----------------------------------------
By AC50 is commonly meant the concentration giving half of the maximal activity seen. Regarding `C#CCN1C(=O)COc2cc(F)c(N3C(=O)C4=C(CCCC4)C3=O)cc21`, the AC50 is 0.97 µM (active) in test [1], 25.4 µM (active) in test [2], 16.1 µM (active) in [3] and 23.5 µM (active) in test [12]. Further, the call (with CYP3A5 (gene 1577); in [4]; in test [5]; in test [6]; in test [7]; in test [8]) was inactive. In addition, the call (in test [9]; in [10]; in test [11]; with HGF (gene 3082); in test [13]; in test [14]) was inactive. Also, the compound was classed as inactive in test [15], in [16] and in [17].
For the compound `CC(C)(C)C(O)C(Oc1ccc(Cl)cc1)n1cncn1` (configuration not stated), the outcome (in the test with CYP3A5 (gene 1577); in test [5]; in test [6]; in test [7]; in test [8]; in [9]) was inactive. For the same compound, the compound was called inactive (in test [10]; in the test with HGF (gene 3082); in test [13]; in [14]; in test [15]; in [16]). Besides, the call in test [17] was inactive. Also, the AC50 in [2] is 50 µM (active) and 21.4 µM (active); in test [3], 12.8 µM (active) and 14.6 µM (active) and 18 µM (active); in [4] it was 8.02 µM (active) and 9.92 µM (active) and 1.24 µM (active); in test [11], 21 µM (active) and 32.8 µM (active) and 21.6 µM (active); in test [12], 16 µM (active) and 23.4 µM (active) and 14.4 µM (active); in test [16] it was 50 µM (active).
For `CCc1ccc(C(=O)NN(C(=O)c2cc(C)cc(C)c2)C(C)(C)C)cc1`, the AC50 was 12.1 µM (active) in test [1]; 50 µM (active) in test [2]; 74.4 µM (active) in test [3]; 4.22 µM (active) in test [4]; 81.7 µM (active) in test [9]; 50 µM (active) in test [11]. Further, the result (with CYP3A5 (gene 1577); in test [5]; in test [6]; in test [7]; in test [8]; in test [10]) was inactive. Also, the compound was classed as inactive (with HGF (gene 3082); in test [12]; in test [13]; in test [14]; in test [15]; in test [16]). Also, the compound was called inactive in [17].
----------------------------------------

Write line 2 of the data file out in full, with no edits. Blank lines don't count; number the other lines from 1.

For the compound `CC(C)(C)C(O)C(Oc1ccc(Cl)cc1)n1cncn1` (configuration not stated), the outcome (in the test with CYP3A5 (gene 1577); in test [5]; in test [6]; in test [7]; in test [8]; in [9]) was inactive. For the same compound, the compound was called inactive (in test [10]; in the test with HGF (gene 3082); in test [13]; in [14]; in test [15]; in [16]). Besides, the call in test [17] was inactive. Also, the AC50 in [2] is 50 µM (active) and 21.4 µM (active); in test [3], 12.8 µM (active) and 14.6 µM (active) and 18 µM (active); in [4] it was 8.02 µM (active) and 9.92 µM (active) and 1.24 µM (active); in test [11], 21 µM (active) and 32.8 µM (active) and 21.6 µM (active); in test [12], 16 µM (active) and 23.4 µM (active) and 14.4 µM (active); in test [16] it was 50 µM (active).